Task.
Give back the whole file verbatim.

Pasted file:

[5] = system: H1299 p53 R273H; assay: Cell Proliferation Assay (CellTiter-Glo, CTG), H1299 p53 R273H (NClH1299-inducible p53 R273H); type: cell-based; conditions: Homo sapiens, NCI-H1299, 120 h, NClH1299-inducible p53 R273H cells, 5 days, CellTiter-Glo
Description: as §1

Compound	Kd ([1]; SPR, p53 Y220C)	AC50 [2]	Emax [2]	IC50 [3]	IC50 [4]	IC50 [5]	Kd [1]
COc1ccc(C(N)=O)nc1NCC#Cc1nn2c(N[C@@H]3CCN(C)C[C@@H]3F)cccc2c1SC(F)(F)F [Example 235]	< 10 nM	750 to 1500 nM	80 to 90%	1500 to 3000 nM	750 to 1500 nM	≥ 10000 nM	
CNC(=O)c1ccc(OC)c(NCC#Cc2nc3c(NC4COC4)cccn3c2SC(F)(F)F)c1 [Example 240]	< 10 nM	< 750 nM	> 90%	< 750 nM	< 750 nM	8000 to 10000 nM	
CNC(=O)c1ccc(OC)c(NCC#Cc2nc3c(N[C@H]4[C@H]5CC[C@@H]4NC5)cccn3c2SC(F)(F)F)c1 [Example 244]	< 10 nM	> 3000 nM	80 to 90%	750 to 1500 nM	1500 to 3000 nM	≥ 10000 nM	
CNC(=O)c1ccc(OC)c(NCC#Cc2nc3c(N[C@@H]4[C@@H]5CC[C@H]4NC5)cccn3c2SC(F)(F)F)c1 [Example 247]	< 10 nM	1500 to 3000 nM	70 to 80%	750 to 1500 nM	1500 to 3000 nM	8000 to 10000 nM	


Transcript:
[5] = system: H1299 p53 R273H; assay: Cell Proliferation Assay (CellTiter-Glo, CTG), H1299 p53 R273H (NClH1299-inducible p53 R273H); type: cell-based; conditions: Homo sapiens, NCI-H1299, 120 h, NClH1299-inducible p53 R273H cells, 5 days, CellTiter-Glo
Description: as §1

Compound	Kd ([1]; SPR, p53 Y220C)	AC50 [2]	Emax [2]	IC50 [3]	IC50 [4]	IC50 [5]	Kd [1]
COc1ccc(C(N)=O)nc1NCC#Cc1nn2c(N[C@@H]3CCN(C)C[C@@H]3F)cccc2c1SC(F)(F)F [Example 235]	< 10 nM	750 to 1500 nM	80 to 90%	1500 to 3000 nM	750 to 1500 nM	≥ 10000 nM	
CNC(=O)c1ccc(OC)c(NCC#Cc2nc3c(NC4COC4)cccn3c2SC(F)(F)F)c1 [Example 240]	< 10 nM	< 750 nM	> 90%	< 750 nM	< 750 nM	8000 to 10000 nM	
CNC(=O)c1ccc(OC)c(NCC#Cc2nc3c(N[C@H]4[C@H]5CC[C@@H]4NC5)cccn3c2SC(F)(F)F)c1 [Example 244]	< 10 nM	> 3000 nM	80 to 90%	750 to 1500 nM	1500 to 3000 nM	≥ 10000 nM	
CNC(=O)c1ccc(OC)c(NCC#Cc2nc3c(N[C@@H]4[C@@H]5CC[C@H]4NC5)cccn3c2SC(F)(F)F)c1 [Example 247]	< 10 nM	1500 to 3000 nM	70 to 80%	750 to 1500 nM	1500 to 3000 nM	8000 to 10000 nM	